An animated film designed as a lesson in “racial discourse” for students at a Virginia high school will not be shown after it made students uncomfortable and drew criticism from parents who called it “white guilt.”

The video was shown at Glen Allen High School in Henrico during two assemblies for Black History Month and depicts several runners on a track, with black runners facing insurmountable obstacles while white runners are unimpeded.

Officials said in a statement Tuesday that the video, “The Unequal Opportunity Race,” was a presentation involving “American history and racial discourse.” They added, “A segment of the video was one component of a thoughtful discussion in which all viewpoints were encouraged. As always, we are welcoming of feedback from students and their families, and we address concerns directly as they come forward.”

Henrico County Superintendent Patrick C. Kinlaw acknowledged Wednesday that the video may not have been the best way to deliver a lesson in “racial discourse.”

"While we as educators do not object to difficult and constructive conversations about American history and racial discourse past and present, we understand why many people feel this video in particular was not the best way to deliver such an important lesson," Kinlsaw said in the statement.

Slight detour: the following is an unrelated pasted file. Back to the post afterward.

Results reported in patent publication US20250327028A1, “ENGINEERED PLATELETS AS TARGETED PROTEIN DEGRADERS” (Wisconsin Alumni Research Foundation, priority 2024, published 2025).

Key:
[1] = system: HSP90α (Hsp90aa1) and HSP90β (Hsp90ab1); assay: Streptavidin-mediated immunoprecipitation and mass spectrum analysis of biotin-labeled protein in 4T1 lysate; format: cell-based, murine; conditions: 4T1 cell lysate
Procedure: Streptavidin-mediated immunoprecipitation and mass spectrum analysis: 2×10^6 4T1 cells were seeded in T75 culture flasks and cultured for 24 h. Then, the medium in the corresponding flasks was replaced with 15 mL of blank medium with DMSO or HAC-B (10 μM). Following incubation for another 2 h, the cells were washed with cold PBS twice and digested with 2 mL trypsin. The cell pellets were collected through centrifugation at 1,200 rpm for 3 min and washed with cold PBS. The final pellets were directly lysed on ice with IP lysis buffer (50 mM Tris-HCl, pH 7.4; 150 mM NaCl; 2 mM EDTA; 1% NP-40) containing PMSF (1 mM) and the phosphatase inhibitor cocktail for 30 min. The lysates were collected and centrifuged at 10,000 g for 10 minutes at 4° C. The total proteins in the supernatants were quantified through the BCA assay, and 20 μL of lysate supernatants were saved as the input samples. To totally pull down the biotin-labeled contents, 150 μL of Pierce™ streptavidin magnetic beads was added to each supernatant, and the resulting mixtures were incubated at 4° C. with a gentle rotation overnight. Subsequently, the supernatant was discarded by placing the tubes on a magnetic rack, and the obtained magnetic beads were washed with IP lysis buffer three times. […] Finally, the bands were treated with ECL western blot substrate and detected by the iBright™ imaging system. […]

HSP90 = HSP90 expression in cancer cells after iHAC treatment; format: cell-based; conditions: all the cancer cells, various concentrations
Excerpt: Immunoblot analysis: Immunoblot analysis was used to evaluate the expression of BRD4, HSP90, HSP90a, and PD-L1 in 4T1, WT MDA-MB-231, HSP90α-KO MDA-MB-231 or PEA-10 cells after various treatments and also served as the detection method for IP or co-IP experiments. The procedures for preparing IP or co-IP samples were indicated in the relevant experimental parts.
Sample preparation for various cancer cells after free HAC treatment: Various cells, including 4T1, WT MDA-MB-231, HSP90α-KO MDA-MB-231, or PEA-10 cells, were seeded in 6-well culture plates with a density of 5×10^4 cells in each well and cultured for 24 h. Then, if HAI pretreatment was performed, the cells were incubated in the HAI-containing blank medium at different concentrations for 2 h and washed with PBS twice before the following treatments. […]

Don Blake, whose daughter attended the assembly where the video was shown, said Wednesday that someone should be held accountable for the way the video was presented.

“They are sitting there watching a video that is dividing them up from a racial standpoint. It’s a white guilt kind of video,” Blake told WWBT.

Luke Harris, co-founder of the African-American Policy Forum, which created the video, told The Washington Post that the video was produced for "elementary and secondary schools or in college studies courses."

"We found that the video has a huge impact on the people that we're showing it to," said Harris, who is also an associate professor of political science at Vassar College. "Most of us know very little about the social history of the United States and its contemporary impact. It was designed as a tool to throw light on American history."

Administrators across the district have been instructed not to use the video, said school board chairwoman Michelle Ogburn in a statement. She apologized to those who were offended.

"In addition, steps are being taken to prevent the use of racially divisive materials in the future," Ogburn said.

The video comes four months after a student mistakenly played a song over the public address system before a football game that was a racist parody of the "DuckTales" theme song.

The Associated Press contributed to this report.